Over the years there has been a tendency in football where the number of available first-team players has increased constantly. Every single position is at least occupied twice. To that, you add some young prospects from the academy and the 30+ squad is complete. As of today, Mark Bowen can count on a total of 34 players (not including the ones that are out on loan). Plenty of choices in the team selection, plenty of possibilities to change something. But does this mean the bigger the squad, the stronger the squad?
A brief look at the club’s recent history shows that whenever the Royals have been extremely successful, consistency in team selection was a key factor. Easy indicators to confirm that are the number of players used in total and the number of players with more than 30 appearances in one season (counting just the league matches).
Of course, someone could argue now that the principle of “never change a winning team” led to that consistency. Did we change the formation less because of the success we already had? Or did we stick longer to the same players until the first winning streak arrived? It’s like the question about the chicken and the egg - hard to say what was first. But a closer analysis of our best and worst seasons in the last 30 years suggests that some kind of correlation between the indicators above and the factor “success” exists.
In the seasons 1993/94 (champions of Division Two) and 1994/95 (runners up of Division One), the numbers speak for themselves. During 1993/94 Mark McGhee used only 22 different players. 10 of them collected 30 appearances or more, and seven – Gooding, Hislop, Hopkins, Kerr, Lovell, Parky and Ady Williams – crossed the “40 matches” mark. Same story the following year: just 23 players used, 12 of them with 30+ apps. Changes were few. Team selection looked pretty easy.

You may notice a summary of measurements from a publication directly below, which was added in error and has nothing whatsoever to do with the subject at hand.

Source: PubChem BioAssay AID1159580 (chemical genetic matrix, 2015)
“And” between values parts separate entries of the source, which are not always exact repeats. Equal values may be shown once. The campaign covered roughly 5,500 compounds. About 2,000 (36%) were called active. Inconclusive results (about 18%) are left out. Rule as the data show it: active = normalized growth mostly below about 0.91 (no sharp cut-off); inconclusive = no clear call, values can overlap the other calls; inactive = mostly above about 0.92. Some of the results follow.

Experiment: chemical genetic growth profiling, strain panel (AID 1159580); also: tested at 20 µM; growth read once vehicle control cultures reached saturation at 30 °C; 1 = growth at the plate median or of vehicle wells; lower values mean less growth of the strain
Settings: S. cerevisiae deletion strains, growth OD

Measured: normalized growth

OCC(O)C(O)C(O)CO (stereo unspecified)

In comparison to that, we have just some years later the disappointing seasons of 1997/98 (relegation from Division One) and 1998/99 (first season at the Madejski) where the statistics give a clear indication: 38 different players wore the blue and white shirt in Reading’s last year at Elm Park and even five more (43 in total) were used in 1998/99. Nearly double four years before! The number of squad members with over 30 apps? Relatively low. six players in the relegation season and eight in the first year at the Madejski. Many changes, little consistency.
But also the history after the turn of the millennium confirms these tendencies. On the positive side, there is for example Reading’s record-breaking season 2005/06 season when Steve Coppell “needed” only 24 heroes to win the league, 13 of them with 30 appearances or more. An impressive eight Royals – Ingimarsson (46 apps), Sonko (46), Hahnemann (45), Harper (45), Convey (45), Doyle (45), Murty (40) and Shorey (40) – were nearly ever-present.
A similar picture in the 2011/12 promotion-season under Brian McDermott: 13 players collected more than 30 appearances, Federici and Pearce not even missing a single minute. And also, five years later, when the Royals missed promotion on penalties, Jaap Stam had 11 players with 30 matches or more in their legs before reaching the play-off-final at Wembley. Whenever there was success, the number of first-team players with 30+ apps reached double figures.
The opposite is the case in less successful seasons when numbers remain predominately in the single-digit range. In addition, the list of players used all season is relatively large (as seen before between 1997 and 1999). A more recent example: 2018/19, when we had a total of 39 players used, but only seven of them made more than 30 appearances. Again, many changes, little consistency.
So, what is the reason for that lack of stability when things don’t work out? Did we change so often the formation because bad results forced us to? Or did the temptation of having a big squad lead to impatience and (too) early changes? Difficult to answer. Maybe a bigger first-team squad with many players of the same level of performance encourages you to vary more because of the countless available options.
Somehow you get the impression that less could be more - also in terms of reaching a stronger cohesion in the dressing room. And you get the impression that to be successful, a solid foundation of regular players is needed. The likes of Hislop, Gooding, Lovell and Ady Williams in the 90s or Hahnemann, Murty, Ingimarsson and Harper of the legendary 106 team were that kind of basis on which success was built. Something that had to grow over the years.
These days, new faces have to build that foundation. Liam Moore, Andy Rinomhota or John Swift, just to name a few. Still, others need to follow. Maybe it’s worth giving some of the actual squad more time and confidence so that they can grow into a future key role. Because history has shown that simply signing further players is not the (only) solution. Again, sometimes less could be more.